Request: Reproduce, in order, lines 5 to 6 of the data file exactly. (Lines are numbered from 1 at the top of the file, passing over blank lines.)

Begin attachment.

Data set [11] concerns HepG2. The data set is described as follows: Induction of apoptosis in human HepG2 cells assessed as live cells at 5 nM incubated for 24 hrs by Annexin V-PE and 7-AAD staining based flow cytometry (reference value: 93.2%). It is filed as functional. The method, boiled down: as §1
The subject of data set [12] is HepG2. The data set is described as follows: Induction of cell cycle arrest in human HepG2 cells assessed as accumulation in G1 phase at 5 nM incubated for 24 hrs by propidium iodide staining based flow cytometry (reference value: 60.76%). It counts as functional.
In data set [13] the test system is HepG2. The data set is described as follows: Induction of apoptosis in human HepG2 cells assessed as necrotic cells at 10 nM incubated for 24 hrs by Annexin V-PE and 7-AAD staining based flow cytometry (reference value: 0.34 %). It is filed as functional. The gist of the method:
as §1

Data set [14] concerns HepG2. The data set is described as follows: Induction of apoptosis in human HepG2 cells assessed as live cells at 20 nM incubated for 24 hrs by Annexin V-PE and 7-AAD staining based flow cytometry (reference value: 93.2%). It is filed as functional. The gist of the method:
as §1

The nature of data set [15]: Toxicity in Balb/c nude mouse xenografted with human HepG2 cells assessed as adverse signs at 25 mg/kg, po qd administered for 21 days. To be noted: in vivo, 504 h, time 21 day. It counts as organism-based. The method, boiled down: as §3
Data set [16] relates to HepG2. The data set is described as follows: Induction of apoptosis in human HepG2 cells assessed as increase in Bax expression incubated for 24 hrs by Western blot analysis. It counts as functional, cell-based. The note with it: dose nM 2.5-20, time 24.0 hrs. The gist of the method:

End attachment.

Data set [14] concerns HepG2. The data set is described as follows: Induction of apoptosis in human HepG2 cells assessed as live cells at 20 nM incubated for 24 hrs by Annexin V-PE and 7-AAD staining based flow cytometry (reference value: 93.2%). It is filed as functional. The gist of the method:
as §1